“Beans… beans… they’re good for your heart.” I’ll leave the song there.
It’s true; there are many benefits to eating beans. They are low in fat, high in fiber, iron, and zinc. They are also a great source of protein.
But what if you don’t have beans on hand or just don’t like them? What can you use instead of beans in cooking? You need some white bean substitutes.
Want to know the best white beans substitutes? We’ve got you covered whether you need to swap out cannellini, Great Northern, navy, or butter beans.
Let’s go to The Chalkboard.
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White Bean Substitutes
There are four main varieties of white beans: Cannellini, Great Northern, navy, and baby lima beans. All four have excellent health benefits and are so similar that they make great swaps for one another. Canned beans come in various sizes, so try to match them up when possible.
The textures, sizes, and tastes vary slightly, and a switch won’t significantly impact the dish. You may even want to make swaps to try new ingredients.
Cannellini Bean Substitute
Cannellini beans are the largest of the white beans. Shaped in the standard bean form, they are firm and hold up well during cooking. This shape lends itself to use in soups, stews, and salads. They are popular in Italian cuisine.
You can substitute any white bean for cannellini beans.
Beans, not your thing? Try boiled potatoes, riced cauliflower, or mushrooms.
Great Northern Bean Substitute
Slightly smaller than the cannellini variety, Great northern beans are known for their mild, nutty flavor. They have a firm texture and are prevalent in French dishes. These medium-sized beans take on the taste of dishes.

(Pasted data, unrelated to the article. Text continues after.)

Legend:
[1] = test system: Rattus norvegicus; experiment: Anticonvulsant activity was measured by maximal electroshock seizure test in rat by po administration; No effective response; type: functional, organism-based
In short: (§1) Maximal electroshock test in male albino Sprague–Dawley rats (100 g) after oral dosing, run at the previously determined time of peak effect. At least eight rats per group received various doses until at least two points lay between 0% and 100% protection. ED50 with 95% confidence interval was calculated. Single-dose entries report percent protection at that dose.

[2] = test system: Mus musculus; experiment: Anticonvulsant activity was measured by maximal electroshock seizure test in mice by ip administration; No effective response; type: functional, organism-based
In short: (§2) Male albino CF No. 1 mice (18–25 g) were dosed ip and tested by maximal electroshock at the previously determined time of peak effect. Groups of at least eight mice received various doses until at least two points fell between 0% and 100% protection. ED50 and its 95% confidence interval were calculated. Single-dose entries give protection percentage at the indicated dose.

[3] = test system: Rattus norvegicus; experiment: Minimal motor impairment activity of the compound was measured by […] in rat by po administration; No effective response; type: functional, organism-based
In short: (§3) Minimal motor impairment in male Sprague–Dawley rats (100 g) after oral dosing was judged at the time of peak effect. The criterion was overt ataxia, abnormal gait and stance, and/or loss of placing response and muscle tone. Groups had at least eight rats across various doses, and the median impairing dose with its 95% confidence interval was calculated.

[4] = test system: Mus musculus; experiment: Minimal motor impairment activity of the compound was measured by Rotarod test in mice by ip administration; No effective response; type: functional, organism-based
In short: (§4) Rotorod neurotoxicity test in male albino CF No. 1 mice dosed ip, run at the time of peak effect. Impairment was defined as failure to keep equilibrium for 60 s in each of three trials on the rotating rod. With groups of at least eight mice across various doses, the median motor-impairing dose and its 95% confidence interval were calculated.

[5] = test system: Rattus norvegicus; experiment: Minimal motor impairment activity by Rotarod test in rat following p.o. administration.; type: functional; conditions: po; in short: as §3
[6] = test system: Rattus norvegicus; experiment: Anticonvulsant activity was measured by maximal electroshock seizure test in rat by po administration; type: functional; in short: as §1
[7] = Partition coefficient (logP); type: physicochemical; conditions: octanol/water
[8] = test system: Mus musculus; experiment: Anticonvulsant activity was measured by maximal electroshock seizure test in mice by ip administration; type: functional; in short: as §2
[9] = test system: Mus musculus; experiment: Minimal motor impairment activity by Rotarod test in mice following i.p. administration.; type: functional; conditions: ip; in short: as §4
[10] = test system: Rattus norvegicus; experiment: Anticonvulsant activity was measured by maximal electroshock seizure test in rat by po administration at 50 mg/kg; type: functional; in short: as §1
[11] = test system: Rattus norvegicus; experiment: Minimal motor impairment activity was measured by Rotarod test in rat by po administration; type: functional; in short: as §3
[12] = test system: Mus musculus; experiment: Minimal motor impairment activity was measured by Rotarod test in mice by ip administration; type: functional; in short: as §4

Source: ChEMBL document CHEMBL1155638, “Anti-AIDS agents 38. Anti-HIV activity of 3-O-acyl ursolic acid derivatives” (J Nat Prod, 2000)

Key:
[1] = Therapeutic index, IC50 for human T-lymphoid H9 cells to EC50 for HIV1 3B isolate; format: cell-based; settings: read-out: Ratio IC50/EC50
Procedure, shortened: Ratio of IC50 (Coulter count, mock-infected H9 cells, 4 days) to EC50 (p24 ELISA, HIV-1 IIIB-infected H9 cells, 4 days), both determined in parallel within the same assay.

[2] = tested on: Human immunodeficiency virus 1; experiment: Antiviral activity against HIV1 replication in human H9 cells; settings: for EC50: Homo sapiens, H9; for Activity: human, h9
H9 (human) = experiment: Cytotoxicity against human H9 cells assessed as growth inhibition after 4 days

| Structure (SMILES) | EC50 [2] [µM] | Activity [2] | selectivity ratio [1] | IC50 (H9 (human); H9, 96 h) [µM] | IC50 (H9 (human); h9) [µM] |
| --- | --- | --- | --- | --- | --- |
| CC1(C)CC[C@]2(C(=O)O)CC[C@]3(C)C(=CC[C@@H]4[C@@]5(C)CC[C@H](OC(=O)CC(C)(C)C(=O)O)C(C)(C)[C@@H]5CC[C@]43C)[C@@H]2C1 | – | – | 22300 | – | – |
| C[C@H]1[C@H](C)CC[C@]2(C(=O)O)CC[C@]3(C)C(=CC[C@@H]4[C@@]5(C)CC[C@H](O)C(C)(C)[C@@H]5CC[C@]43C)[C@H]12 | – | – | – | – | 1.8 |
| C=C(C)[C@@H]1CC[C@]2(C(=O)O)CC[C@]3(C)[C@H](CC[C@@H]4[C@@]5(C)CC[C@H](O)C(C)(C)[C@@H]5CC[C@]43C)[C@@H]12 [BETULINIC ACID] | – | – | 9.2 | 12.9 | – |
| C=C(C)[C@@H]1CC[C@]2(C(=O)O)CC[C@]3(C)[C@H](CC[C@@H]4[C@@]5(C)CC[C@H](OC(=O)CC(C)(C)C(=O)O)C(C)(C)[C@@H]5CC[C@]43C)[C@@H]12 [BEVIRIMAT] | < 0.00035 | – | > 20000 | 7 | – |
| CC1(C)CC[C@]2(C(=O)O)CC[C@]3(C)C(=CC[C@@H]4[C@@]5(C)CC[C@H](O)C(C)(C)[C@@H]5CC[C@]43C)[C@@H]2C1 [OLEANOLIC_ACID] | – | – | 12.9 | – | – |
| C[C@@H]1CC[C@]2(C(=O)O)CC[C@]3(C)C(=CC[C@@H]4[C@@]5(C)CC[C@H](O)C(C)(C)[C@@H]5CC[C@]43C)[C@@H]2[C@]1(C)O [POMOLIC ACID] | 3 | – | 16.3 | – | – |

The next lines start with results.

Great Northern Bean substitutes include cannellini, navy, or baby lima beans.
Non-bean substitutes for Great Northerns include potatoes, cauliflower, pine nuts.
Navy Bean Substitute
Named after the military branch that used them often in the early 1900s, navy beans are mild and delicate. They are soft and easy to mash. You will often find them in Southern cooking.
The best navy bean substitutes are cannellini, baby lima, and Great Northern.
If you don’t want to use beans, try steamed cauliflower, boiled potato or sweet potato, squash, mushrooms.
Butter Bean Substitutes (Baby Lima Beans Substitutes)
These small starchy beans are ingredients in succotash, soups, and stews. They get their name from their creamy texture.
Cannellini beans and navy beans are excellent Butter bean substitutes.
You can also use peas, potatoes, squash, or cauliflower to substitute for baby lima beans.
White Bean Substitutes
- Cauliflower — Steamed cauliflower is an excellent substitute for white beans. Make sure it’s still firm enough to hold up to cooking again. If you want to amp up the flavor, roast the cauliflower.
- Potatoes — Boiled potatoes have a similar texture and also add some starchiness.
- Sweet Potatoes — Boiled or roasted sweet potatoes will change the taste of a dish, but you can balance it out by adding some more salty ingredients.
- Squash — Most varieties will do as white bean substitutes. The earthy flavor and creamy texture make them great swaps.
- Pine Nuts — Also known as pignoli nuts, these will be excellent cannellini bean substitutes or work for any white beans. Just expect a little more crunch.
- Peas —Starchy, a bit sweet, and similar in size, peas are an excellent substitute for white beans of any variety.
- Chickpeas — High in fiber and protein, chickpeas have a nutty flavor and creamy texture. They will be especially excellent butter bean substitutes.
- Mushrooms — Mushrooms have this umami flavor that lends itself to so many dishes. Try white buttons or cremini.
What Do You Think?
What’s your favorite of these white bean substitutes? What do you use in place of cannellini beans? Let me know in the comments below; I’d love to hear!
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